Steps on Winterizing Your Koi Pond
Winter is coming, and this will be the first Winter that you go through with your Koi pond. Think of Winter as a down period for your pond, as less events happen during Winter then any other time. However, there are special precautions that you need to take before Winter arrives, to ensure that your koi pond and fish survive.
Clean Up- Take about a weekend to completely go over your pond. Clean up and unwanted bulk material in and around your pond. Inside your pond, clean up all leaves, slit, and other material from the bottom. Also, remove any plants or flowers that will not make it through the winter. Around the pond, clean up anything that can blow into your pond, as you are not likely to notice this debris until the end of winter. Taking the time to make sure that as much debris is removed as possible will prevent potentially harmful bacteria and parasites in the future.
Stop Feeding- You must remember to stop feeding your Koi during the winter. When fall begins and the temperatures hover around 55 to 60 degrees, only feed once a day. Once the temperatures drop below 50 degree for the first time, stop feeding completely. Even if the temperature goes above 50 degrees, still reframe from feeding your fish. The majority of Koi fish, when healthy and the temperature is above 50 degrees, take at least four days to completely digest food. If you mistakenly feed your fish to late the food will not digest and will end up killing your fish. Do not mistake you Koi as hungry when they open to their mouths to you. This is more of a learned reflex then hunger. If you are concerned about not feeding them, remember that fish eat other things besides the food you provide them, especially if your pond contains a large amount of natural plant life. If they are at all hungry and you are not feeding them, they will fill up on this.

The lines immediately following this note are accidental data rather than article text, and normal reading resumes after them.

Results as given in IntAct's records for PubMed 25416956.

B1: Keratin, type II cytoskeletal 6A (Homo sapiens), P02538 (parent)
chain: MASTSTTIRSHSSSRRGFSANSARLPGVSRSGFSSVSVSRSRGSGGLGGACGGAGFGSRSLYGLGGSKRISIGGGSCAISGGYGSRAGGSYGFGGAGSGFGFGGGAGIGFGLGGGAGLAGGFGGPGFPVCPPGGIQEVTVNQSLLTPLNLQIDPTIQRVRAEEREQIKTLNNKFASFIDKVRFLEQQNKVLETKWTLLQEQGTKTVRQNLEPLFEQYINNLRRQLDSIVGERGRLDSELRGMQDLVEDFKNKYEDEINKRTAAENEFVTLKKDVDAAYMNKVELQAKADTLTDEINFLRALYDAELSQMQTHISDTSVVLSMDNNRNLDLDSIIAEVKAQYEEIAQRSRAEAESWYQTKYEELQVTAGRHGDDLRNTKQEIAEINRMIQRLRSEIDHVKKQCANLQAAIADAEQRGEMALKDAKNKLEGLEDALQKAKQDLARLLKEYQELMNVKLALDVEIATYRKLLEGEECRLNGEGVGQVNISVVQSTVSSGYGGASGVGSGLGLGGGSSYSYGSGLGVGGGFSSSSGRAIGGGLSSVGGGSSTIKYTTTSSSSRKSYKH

Check Up- Do you seasonal check up on all your equipment. This includes everything from your koi pond filtration system to your store of preventable medications. Since the majority of ponds in the world lie dormant during the Winter, you are less likely to be able to find the products you need. Make sure your emergency kit is ready and up to date, which should include medications, bags, nets, and your water testing kits.
Prepare For Cold Weather- Prepare for cold weather by investing in the items you will need during the summer. Koi have been known to withstand constant temperatures as low 39 degrees, and temperatures slightly lower then 39 degrees, for short periods of time. When buying a heater, remember to research what size you will need to adequately heat your pond during the winter, otherwise ice will still form, causing potentially dangerous amounts of gas in the water, due to it being trapped under the ice. In extreme events, it may be a good idea to have an emergency tank inside available.
Turn Off All Water Sources- In colder temperatures, your koi pond heater will be working hard to maintain a water temperature suitable enough to keep your fish alive. If you have water features such as waterfalls, streams, or constant moving fountains, make sure to turn them off during Winter. These features will circulate water, and constantly bring new, and cold water into your pond. With these switched off, the only water that your heater will be responsible for is the standing water in your pond.
Winters can be harsh in places where
koi originate, and today’s established
koi varieties are hardy enough to spend
the winter in an outdoor pond in all but the
coldest climates. An outdoor koi pond must
be sufficiently deep, however, to ensure that
the fish will not become trapped in any ice
that forms. Pond heaters can help to prevent
the surface from freezing over.
As water temperatures drop, koi spend
more time at the bottom of the pond, and
start to eat less. Young fish may be better
housed in an aquarium over the winter, since
spending time in this torpid state temporarily
slows their rate of growth.
Hot weather also brings its hazards. Increasing
water temperature can reduce the amount of
oxygen in the koi pond to dangerously low levels.
Evaporation increases, and the pond is likely
to require regular refilling with dechlorinated
water. Fish should be checked more regularly
for signs of disease in summer, because
infectious agents can multiply more quickly
in warm weather. Screening may also be
required in very hot weather, to provide shade
over the pond and so help to prevent palecolored
fish from suffering sunburn (see
p.323). Canopies fashioned from bamboo
matting on wooden supports are a popular
decorative option for this purpose